Oppositional culture theory primarily explains the academic underperformance of young African American males. It holds that black youth have constructed an oppositional collective identity in response to a society they perceive as racist and antagonistic to their general well-being. From this oppositional perspective, black youth interpret the institution of education as a tool of oppression controlled by whites who serve as the gatekeepers of racial inequality. They therefore perceive academic success as conforming to a society that is antagonistic to their cultural moorings and a symbol of “acting white.”
Oppositional culture theorists place the adoption of stereotypically white behavior (“acting white”) as appearing at the end of the Civil War period and again after the civil rights movement, as African Americans increasingly integrated into the cultural and social life of white Americans. For some African Americans, “acting white” became a way of wielding power in a society that deemed black people as an inferior social group. For other African Americans, particularly in the civil rights era, a collective black identity emerged criticizing the practice of “acting white” and embracing a sense of cultural and racial pride, as evidenced by the Black Power movement. According to oppositional culture theorists, today’s collective oppositional identity of black youth emulates the sentiment of this racial and cultural pride.
According to oppositional culture theorists, young black males are skeptical of schooling as a vehicle toward success, have a general distrust of the U.S. labor opportunity structure, and also believe that academic achievement is not masculine and not “authentically” black. The negative assessment—coupled with the positive assessment of illegal activities, sports, and entertainment as rewarding enterprises—results in many young black males coming into conflict at school and/or dropping out. Their peers reinforce and reproduce this oppositional framework, while academically successful African American students experience internal psychological stress and general feelings of alienation. Accordingly, the stigma of academic excellence is greater for African American males than for African American females and females in general. Therefore, many young black males consider resistance to schooling as a masculine trait and academic success as a feminine one.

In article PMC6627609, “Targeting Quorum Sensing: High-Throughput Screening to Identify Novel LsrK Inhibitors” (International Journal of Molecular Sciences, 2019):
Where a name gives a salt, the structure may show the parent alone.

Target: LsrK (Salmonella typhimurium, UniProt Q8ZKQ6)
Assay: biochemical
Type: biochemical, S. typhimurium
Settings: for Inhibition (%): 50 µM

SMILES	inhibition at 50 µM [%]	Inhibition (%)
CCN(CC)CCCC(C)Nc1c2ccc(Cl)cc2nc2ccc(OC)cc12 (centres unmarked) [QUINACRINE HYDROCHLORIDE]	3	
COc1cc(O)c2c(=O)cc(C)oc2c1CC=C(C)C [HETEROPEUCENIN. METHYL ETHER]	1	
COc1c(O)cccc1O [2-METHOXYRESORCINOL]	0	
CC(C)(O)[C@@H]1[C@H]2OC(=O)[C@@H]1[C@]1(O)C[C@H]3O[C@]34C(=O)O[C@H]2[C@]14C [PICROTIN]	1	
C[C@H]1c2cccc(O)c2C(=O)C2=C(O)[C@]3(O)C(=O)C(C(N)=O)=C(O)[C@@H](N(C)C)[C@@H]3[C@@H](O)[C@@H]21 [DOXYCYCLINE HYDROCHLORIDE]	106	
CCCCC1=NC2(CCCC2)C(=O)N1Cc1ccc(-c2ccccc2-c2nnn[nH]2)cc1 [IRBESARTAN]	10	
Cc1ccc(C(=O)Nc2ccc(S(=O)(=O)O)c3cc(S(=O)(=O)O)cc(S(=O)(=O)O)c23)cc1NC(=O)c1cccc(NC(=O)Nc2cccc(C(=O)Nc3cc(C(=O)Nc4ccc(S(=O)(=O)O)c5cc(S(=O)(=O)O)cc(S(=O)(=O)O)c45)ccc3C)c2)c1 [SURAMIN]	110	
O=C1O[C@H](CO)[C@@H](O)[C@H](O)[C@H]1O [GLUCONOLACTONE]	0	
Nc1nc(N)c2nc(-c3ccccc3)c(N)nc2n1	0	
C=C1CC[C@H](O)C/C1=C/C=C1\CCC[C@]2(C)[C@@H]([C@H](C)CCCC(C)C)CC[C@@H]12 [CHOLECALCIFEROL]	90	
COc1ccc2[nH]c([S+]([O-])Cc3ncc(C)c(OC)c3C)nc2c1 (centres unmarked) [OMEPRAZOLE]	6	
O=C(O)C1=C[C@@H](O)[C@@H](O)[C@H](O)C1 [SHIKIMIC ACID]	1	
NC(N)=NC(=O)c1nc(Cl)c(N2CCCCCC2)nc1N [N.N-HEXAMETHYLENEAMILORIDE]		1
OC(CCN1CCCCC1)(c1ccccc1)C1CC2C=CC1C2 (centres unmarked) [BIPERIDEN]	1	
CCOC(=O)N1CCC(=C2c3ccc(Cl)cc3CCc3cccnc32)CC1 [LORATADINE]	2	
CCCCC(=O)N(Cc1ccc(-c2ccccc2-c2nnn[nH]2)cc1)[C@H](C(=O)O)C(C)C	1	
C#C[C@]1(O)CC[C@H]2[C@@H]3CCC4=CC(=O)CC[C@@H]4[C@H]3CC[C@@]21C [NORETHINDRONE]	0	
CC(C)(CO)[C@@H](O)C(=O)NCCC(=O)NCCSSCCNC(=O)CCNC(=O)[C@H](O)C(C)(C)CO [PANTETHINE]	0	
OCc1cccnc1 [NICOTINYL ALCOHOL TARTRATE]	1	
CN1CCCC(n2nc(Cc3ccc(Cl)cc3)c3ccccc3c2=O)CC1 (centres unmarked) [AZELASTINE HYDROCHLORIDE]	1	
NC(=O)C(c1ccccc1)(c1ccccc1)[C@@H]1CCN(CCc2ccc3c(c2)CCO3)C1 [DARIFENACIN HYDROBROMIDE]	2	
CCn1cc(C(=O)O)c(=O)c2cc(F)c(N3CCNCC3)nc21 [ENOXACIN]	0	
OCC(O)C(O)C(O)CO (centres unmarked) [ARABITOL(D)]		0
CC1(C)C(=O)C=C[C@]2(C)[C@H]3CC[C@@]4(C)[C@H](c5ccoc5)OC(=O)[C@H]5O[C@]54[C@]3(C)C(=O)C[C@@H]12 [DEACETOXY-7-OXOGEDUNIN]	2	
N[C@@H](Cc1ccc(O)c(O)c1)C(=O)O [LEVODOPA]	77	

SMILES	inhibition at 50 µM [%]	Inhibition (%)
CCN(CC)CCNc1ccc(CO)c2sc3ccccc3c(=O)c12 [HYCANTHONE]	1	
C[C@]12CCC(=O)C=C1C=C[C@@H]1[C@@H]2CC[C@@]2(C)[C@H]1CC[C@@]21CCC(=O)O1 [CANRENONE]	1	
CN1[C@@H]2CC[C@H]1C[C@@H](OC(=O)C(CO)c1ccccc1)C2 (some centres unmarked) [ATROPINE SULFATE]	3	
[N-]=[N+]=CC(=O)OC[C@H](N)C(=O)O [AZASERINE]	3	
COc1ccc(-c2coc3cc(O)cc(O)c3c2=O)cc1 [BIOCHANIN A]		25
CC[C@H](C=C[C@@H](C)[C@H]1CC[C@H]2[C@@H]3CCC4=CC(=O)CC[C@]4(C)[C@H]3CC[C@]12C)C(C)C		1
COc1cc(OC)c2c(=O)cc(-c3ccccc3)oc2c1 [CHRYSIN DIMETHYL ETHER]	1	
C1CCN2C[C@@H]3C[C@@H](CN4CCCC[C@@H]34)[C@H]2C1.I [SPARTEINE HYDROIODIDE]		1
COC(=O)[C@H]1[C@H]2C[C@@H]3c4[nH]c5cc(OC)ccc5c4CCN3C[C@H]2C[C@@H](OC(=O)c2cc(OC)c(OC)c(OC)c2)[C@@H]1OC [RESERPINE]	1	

Critics of oppositional culture theory argue that (a) when controlling for socioeconomic factors, the relationship between the oppositional culture of black youth and academic achievement significantly diminishes; (b) ingroup differences reveal “resilient” African American students who reject an oppositional relationship to schooling; and (c) the oppositional culture of African American males does sometimes include the importance of schooling as a vehicle to racial pride, as evidenced in the hip-hop artistry of Tupac Shakur. Hip-hop music, to some, is the embodiment and reproducer of an oppositional black identity.
- Gosa, Travis L. and Hollie Young. 2007. “The Construction of Oppositional Culture in Hip-Hop Music: An In-depth Case Analysis of Kanye West and Tupac Shakur.” Paper presented at the annual meeting of the Achievement Gap Initiative at Harvard University, Cambridge, MA.
- Lundy, Garvey F. 2003. “The Myths of Oppositional Culture.” Journal of Black Studies 33:450-67.
- Ogbu, John U. 2004. “Collective Identity and the Burden of ‘Acting White,’ Black History, Community, and Education.” Urban Review 36(1):1-35.
- Ogbu, John U. and Astrid Davis. 2003. Black American Students in an Affluent Suburb: A Study of Academic Engagement. New York: Erlbaum.
This example Oppositional Culture Theory Essay is published for educational and informational purposes only. If you need a custom essay or research paper on this topic please use our writing services. EssayEmpire.com offers reliable custom essay writing services that can help you to receive high grades and impress your professors with the quality of each essay or research paper you hand in.